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Written by Dr.Gabriel Yu
 
This section discusses possible psychological problems that people, whether female or male, may face during later middle to older age.

It is a good idea to start by surveying the stages of human life, from a psychological perspective. A well-known theory of life stages was described by Erik Erikson (1902-1994) in his book Childhood and Society (1950). He is a very prominent psychologist in the psychoanalytic school and has made a very significant contribution to the field. There are 8 stages, but we concentrate on the last 2 stages for obvious reasons. The other stages and the essential points are listed for completeness.
  1. INFANCY: BIRTH-18 MONTHS OLD
    Basic Trust vs. Mistrust – Hope
     
  2. TODDLER / EARLY CHILDHOOD YEARS: 18 MONTHS TO 3 YEARS
    Autonomy vs. Shame – Will
     
  3. PRESCHOOLER: 3 TO 5 YEARS
    Initiative vs. Guilt – Purpose
     
  4. SCHOOL AGE CHILD: 6 TO 12 YEARS
    Industry vs. Inferiority – Competence
     
  5. ADOLESCENT: 12 TO 18 YEARS
    Identity vs. Role Confusion – Fidelity
     
  6. YOUNG ADULT: 18 TO 35
    Intimacy and Solidarity vs. Isolation – Love
     
  7. MIDDLE-AGED ADULT: 35 TO 55 OR 65
    Generativity vs. Self absorption or Stagnation – Care Career and work are the most important things at this stage, along with family. Middle adulthood is also the time when people can take on greater responsibilities and control.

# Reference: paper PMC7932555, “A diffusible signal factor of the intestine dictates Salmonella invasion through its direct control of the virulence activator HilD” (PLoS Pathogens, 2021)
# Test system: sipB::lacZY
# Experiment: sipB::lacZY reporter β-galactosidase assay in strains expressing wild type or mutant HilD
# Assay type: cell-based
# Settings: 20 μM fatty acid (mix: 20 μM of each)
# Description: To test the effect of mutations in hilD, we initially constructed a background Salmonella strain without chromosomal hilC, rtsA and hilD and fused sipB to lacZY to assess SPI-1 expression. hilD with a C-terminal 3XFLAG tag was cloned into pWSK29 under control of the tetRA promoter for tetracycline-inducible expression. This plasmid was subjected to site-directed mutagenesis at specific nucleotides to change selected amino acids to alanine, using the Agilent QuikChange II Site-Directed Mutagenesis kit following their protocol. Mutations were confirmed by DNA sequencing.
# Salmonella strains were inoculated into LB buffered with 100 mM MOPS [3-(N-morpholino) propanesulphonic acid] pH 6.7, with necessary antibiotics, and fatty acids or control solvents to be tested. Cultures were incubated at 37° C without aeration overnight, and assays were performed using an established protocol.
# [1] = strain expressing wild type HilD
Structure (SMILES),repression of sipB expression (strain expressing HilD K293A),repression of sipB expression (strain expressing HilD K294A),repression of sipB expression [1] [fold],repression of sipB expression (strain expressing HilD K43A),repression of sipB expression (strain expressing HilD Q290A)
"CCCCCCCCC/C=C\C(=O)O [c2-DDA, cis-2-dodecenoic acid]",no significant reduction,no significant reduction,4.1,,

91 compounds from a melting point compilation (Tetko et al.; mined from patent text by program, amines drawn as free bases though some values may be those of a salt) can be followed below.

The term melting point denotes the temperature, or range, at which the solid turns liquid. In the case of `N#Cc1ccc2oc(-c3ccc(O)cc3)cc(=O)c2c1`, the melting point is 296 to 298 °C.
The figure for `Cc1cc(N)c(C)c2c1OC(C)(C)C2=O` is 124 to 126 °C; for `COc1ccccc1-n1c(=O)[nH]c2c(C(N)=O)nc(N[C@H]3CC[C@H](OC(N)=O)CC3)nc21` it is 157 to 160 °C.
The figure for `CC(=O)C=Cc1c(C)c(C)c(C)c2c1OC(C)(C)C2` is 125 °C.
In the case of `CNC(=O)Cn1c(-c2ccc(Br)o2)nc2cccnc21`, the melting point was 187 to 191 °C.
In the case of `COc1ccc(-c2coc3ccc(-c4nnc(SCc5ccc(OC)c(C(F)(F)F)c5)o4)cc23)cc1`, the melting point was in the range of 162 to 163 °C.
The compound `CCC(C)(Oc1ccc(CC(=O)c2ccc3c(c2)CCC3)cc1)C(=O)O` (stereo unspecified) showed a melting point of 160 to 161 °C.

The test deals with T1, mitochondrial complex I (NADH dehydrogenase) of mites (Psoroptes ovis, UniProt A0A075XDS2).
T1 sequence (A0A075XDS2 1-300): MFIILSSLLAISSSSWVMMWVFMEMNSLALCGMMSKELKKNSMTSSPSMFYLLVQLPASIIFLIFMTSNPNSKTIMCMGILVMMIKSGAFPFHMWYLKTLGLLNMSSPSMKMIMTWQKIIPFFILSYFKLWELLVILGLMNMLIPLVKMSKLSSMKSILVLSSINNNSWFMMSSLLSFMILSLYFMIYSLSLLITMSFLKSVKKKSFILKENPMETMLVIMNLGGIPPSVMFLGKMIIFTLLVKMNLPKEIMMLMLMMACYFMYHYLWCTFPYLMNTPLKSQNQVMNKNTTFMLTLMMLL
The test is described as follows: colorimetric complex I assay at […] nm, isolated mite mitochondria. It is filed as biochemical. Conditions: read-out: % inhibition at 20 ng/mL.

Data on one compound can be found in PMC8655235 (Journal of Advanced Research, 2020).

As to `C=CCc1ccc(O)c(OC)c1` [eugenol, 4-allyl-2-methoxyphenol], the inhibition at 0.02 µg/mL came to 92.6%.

For this stage, working to establish stability and Erikson’s idea of generativity – attempting to produce something that makes a difference to society. Inactivity and meaninglessness are common fears during this stage. Major life shifts can occur during this stage. For example, children leave the household, careers can change, and so on. Some may struggle with finding purpose. Significant relationships are those within the family, workplace, local church and other communities.
     
  8. LATE ADULT: 55 OR 65 TO DEATH
    Integrity vs. Despair – Wisdom

    Erikson believed that much of life is preparing for the middle adulthood stage and the last stage involves much reflection. As older adults, some can look back with a feeling of integrity — that is, contentment and fulfillment, having led a meaningful life and valuable contribution to society. Others may have a sense of despair during this stage, reflecting upon their experiences and failures. They may fear death as they struggle to find a purpose to their lives, wondering “What was the point of life? Was it worth it?”

    This is a good context to understand the psychological problems that we at this age are likely to face. Later we shall discuss them in more detail and ways to cope and adapt.
     

References:
  1. The Life Cycle Completed (Extended Version) by Erik H. Erikson
  2. Erikson, E. H. (1994). Identity: Youth and crisis (No. 7). WW Norton & Company.
  3. Erikson, E. H. (1993). Childhood and society. WW Norton & Company.